Parents – – – listen up. If you ever want to scare the living crap out of your teenager who might want to, you know, travel the world a bit before heading to college, then have I got an idea for YOU. Drive over to your nearest Dairy Queen, go inside, ask to speak to the manager, get an application, fill it out, then slip the manager a twenty dollar bill to hire your kid for the job. Later, in a few weeks time, when your kid has crawled across broken glass to get home to you and away from the nearest place to Hell they’ve ever inhabited, then fill out their college applications at the speed of sound – -you’ll realize it was time and money well spent.

While it was not my parent’s plan to have me experience such a mind-altering, life-altering event at our local Dairy Queen, something very similar happened to me during my formative years when I took a job there, looking for a little extra cash from a summer job. Dad had thought it was a good idea for me to find something more full-time than what I’d been doing at the florist that I’d been working at on the weekends for quite some time – – a good learning experience for me, he thought. And boy was he right, but not for the reasons he’d intended.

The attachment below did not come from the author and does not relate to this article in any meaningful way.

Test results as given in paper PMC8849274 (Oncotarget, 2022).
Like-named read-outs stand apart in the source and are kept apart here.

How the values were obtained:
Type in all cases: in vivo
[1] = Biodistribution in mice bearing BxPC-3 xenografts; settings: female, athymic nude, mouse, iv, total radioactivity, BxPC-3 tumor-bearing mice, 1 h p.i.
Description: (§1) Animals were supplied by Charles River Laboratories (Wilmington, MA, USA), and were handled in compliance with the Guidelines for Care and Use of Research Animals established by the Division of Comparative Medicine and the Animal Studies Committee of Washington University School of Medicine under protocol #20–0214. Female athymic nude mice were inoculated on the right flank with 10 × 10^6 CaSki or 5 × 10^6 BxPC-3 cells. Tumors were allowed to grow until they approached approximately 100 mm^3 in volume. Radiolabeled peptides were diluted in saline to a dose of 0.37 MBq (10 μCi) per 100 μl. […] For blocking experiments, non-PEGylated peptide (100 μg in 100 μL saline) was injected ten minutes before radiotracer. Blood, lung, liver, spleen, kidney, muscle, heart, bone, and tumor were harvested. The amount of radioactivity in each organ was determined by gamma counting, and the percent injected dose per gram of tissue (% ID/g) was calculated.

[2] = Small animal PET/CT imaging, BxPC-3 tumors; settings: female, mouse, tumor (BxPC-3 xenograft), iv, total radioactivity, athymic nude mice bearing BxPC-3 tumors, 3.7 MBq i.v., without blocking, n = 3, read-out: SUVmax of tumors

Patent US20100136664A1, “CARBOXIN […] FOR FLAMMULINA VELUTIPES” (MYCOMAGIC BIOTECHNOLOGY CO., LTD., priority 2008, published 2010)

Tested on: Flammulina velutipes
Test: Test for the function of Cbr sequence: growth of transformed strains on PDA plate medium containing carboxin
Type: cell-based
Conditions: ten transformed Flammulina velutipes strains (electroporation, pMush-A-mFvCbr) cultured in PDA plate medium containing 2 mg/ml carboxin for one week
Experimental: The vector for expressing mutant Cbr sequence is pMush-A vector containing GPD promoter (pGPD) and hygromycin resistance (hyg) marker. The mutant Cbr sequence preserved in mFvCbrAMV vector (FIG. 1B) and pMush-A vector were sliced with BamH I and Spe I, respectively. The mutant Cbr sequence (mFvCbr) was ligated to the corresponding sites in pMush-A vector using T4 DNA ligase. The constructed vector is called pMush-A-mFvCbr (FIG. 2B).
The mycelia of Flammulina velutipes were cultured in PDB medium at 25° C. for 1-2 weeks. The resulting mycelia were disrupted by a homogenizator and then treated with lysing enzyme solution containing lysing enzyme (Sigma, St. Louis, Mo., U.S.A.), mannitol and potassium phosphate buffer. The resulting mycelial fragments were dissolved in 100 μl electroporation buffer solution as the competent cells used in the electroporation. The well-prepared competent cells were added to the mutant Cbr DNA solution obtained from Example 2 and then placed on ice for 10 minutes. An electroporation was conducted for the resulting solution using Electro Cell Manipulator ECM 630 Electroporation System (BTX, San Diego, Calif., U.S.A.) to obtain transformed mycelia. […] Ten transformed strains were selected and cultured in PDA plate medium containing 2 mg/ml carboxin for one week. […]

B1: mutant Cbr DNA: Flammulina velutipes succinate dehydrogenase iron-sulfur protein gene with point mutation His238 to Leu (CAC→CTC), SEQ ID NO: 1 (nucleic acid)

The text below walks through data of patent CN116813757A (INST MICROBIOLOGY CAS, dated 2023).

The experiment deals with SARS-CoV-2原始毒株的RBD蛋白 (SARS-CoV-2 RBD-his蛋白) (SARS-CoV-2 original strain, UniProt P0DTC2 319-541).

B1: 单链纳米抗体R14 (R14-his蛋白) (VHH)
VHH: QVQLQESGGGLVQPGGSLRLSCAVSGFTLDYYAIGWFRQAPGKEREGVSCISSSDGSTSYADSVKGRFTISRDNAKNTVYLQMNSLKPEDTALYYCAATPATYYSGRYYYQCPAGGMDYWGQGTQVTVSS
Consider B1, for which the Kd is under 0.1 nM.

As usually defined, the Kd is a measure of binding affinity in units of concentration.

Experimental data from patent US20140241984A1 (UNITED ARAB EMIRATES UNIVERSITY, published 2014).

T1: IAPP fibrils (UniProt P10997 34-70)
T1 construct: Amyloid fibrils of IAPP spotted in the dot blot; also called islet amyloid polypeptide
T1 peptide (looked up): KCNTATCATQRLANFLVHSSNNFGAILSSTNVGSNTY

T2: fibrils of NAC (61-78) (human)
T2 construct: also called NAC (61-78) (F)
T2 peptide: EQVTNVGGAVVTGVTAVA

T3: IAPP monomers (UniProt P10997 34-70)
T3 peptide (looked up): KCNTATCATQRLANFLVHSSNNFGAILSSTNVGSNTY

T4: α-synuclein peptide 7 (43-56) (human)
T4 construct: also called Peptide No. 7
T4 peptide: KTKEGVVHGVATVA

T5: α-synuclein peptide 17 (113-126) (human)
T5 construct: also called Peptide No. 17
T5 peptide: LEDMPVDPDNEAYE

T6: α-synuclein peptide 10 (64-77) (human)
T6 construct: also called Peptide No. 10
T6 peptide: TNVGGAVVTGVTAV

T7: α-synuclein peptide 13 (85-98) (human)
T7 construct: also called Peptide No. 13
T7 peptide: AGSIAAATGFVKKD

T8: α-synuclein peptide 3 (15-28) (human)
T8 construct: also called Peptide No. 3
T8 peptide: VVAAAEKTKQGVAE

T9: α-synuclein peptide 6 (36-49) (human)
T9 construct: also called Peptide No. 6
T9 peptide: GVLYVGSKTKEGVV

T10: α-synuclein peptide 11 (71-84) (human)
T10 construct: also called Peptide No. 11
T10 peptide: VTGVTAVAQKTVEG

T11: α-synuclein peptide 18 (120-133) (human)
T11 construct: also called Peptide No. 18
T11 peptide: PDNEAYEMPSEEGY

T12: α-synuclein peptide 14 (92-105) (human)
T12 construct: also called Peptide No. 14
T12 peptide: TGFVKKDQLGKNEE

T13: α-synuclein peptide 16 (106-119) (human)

I’d spent many mind-numbing days traveling from small business to small business, looking for a place that I thought I could stomach for 2.5 months during the summer, and also looking for a place that could possibly stomach a slightly moody 16 year old who chewed a lot of gum and whose only real responsibility thus far was to get to cheerleader practice on time and not fail any of my classes. Slim pickings, indeed.

So it was with many failed attempts at finding a job that fit this bill under my belt when I noticed a “Now Hiring” sign outside on the Dairy Queen billboard en route towards home one fateful day. Dad’s disappointed face loomed above my mind’s eye in a pristine thought-bubble, and I realized that if I came home yet again with no new job, then I would be facing yet another lecture about how I wasn’t “trying hard enough” to find a job.